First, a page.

Using Telehealth Cardiopulmonary Rehabilitation during the COVID-19 Pandemic

To the editor:

We read with great interest the article of Hau, et al. regarding the “How about actively using telemedicine during the COVID-19 pandemic?” [1]. We are inspired to share our practical experience in using Telemedicine to deliver rehabilitation to vulnerable patients with chronic lung and heart diseases.

Since the COVID-19 was declared a global pandemic, and a US national emergency, many hospitals in the US began to limit or cancel face to face out-patient appointments to minimize the risk of transmission and to comply with US federal guidance on social distancing. At the Michael E DeBakey VA Medical Center, our team continued to provide telehealth rehabilitation for veterans suffering from chronic pulmonary and cardiac diseases.

In our program, patients connect to providers (e.g., physical and respiratory therapists, cardiologist, pulmonologist) through a secure Veterans Health Administration (VHA) internet connection (VA Video Connect, VVC) from their homes using iPADs, smart phones or computers. Providers use computer with webcams and microphones and are able to identify new or recurrent problems and establish plans of care through virtual examination. Patients can be coached by respiratory and physical therapists on proper use of inhalers, effective breathing, and how to perform exercises during the Telehealth rehabilitation appointment using direct observation and visual prompting [2].

Veterans are eligible for the Telehealth program if they: (1) are medically stable and receiving optimal medical management; (2) have no severe cognitive impairments; (3) able to use a computer and e-mail or have a family member to assist them; and (4) have correctable (glasses or hearing aids) visual and auditory impairments.

New patients are mailed a program package prior to program enrollment. Patients are also given an exercise pictorial booklet, an exercise compact disc (audio and video), small exercise apparatuses (e.g., resistance bands, ergometer, and pedometer), incentive spirometer, pulse oximeter, cough assistive device, blood pressure monitor, educational booklets about COPD or their cardiac disease, and a diary to track their progress and vitals, such as blood pressure, glucose, and weights (Fig. 1).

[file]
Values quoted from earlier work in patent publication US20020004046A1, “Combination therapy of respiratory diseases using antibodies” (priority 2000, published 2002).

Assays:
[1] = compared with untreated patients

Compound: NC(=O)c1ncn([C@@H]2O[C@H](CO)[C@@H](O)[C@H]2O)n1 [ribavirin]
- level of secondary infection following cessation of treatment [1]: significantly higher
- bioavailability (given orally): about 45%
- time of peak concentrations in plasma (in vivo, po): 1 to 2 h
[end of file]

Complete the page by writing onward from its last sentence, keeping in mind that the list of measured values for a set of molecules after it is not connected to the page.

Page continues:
Fig. 1

Patient performed exercise and learned proper inhaler technique during Telehealth VVC session

There are certain limitations in using Telehealth for cardiopulmonary rehabilitation; we cannot perform the physical tests such as 6-min walk test (6MWT), manual muscle, test grip strength, and gait that we typically use to tailor our rehabilitation program as described previously [2]. Therefore, we modified to use 1-min Sit-To-Stand test (1STS) to assess exercise capacity and cardiovascular responses instead of the 6MWT [3]. The 5 times STS test is used to assess strength [4] and to monitor improvement in muscle strength during the course of the program. We could assess balance impairment, risk of fall, limited range of motion and pain during the VVC appointments to guide any precautions for the rehabilitation prescription. Correct inhaler use, breathing patterns, coughing can be assessed easily with the virtual connection. Questionnaires including Dyspnea Modified Medical Research Council Scale, St. George Respiratory Questionnaire, the COPD Assessment Test, Cardiac Self-Efficacy Scale, Duke Activity Status Index, Rate Your Plate, Extent of Adherence Patient Health Questionnaire-9, and Activities of Daily Living can be administered through Telehealth without difficulty.

We did uncover several technical issues in using Telehealth for rehabilitation. There must be sufficient stability and speed of the internet connection. A telephone is always needed as an alternative means of communication in case of a poor Wi-Fi connection. Patients need some technical training because many of these patients have limited computer skills. Lastly, we needed to provide training for self-measurements of BP and oxygen saturation.

Telehealth had advantages during this period. We continued therapy with existing patients, and enrolled new patients despite the need to limit face-to-face patient contact. This continuity was appreciated by our patients, as one patient commented:” If I wasn’t in the program, I would be in bad shape. Now I can take deep breaths, get more oxygen and stay calm. The exercises gave me something to do inside, so I didn’t stress out during the lockdown. I learned to take breathing medications correctly and was able to keep from getting sick. I didn’t have to go to the VA and risk getting the bad virus. I was able to lose weight even while being stuck inside the house.”

We hope that our experience will encourage other providers to use Telehealth during COVID-19 and continue to use this new avenue thereafter. Telehealth can help to reduce the time and cost or travel for patients, and break down the geographic barriers for patients who live in remote or rural areas, or who are otherwise unable to come to the hospital with ease.


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The clinical program was supported by a Veterans Health Administration, Department of Veterans Affairs (Sharafkhaneh, A & Bryant, MS). Grant No. 016ORH20.

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Bryant, M.S., Fedson, S.E. & Sharafkhaneh, A. Using Telehealth Cardiopulmonary Rehabilitation during the COVID-19 Pandemic. J Med Syst 44, 125 (2020).

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